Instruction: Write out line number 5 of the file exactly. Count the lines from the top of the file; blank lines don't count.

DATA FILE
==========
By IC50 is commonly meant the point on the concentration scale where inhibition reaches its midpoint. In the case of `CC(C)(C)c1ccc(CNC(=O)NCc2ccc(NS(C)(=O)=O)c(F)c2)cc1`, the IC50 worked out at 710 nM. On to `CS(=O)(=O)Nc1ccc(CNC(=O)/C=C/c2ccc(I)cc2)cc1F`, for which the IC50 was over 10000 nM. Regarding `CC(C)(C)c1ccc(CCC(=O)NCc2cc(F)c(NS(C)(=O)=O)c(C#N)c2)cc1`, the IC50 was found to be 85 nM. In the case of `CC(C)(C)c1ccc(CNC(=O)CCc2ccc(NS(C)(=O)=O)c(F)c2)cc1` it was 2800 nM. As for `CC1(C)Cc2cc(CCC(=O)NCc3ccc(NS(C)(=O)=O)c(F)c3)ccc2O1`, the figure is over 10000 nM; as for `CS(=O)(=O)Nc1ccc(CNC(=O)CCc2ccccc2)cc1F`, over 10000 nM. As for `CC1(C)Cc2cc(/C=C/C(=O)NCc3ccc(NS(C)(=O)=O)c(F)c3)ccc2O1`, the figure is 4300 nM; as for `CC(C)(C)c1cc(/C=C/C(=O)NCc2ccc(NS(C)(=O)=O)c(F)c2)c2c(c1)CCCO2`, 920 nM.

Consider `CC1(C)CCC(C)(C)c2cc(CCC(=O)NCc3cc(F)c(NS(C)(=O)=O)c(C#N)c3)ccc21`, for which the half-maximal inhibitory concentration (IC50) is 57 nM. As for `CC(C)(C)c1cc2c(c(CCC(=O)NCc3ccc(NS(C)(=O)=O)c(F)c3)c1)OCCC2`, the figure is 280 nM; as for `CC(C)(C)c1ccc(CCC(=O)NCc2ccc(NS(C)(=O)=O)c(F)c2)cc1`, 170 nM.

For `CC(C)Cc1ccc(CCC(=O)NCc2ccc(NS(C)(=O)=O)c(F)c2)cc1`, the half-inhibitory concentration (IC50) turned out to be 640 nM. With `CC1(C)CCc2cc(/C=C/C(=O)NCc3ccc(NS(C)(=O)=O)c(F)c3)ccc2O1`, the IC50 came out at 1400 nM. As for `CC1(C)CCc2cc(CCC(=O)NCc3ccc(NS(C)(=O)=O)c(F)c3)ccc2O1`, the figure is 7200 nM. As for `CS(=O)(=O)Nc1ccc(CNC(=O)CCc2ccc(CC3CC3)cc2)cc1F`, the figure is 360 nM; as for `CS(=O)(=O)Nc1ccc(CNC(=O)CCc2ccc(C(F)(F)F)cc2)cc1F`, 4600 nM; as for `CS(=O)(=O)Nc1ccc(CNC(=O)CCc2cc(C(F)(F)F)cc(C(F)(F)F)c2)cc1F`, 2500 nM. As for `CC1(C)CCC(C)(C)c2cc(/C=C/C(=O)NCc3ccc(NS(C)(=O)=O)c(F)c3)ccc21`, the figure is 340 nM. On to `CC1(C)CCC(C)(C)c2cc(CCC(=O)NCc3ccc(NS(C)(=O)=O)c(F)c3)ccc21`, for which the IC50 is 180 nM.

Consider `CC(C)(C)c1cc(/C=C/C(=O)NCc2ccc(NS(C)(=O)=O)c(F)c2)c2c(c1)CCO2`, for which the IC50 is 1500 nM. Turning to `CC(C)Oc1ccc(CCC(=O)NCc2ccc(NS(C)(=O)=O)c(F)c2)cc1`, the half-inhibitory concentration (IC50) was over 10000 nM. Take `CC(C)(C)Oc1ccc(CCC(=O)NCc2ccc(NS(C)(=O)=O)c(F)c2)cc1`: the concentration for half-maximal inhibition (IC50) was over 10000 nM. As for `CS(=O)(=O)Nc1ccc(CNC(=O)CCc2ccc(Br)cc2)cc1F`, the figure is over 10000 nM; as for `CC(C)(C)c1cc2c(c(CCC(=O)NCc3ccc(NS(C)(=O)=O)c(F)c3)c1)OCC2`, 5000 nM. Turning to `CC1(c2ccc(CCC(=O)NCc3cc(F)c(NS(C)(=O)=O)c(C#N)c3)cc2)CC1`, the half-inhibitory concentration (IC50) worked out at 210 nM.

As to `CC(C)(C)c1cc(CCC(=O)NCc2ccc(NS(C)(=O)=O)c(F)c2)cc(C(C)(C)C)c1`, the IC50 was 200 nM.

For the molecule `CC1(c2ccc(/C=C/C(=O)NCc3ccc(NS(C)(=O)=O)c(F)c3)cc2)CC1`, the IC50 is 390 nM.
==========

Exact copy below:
As to `CC(C)(C)c1cc(CCC(=O)NCc2ccc(NS(C)(=O)=O)c(F)c2)cc(C(C)(C)C)c1`, the IC50 was 200 nM.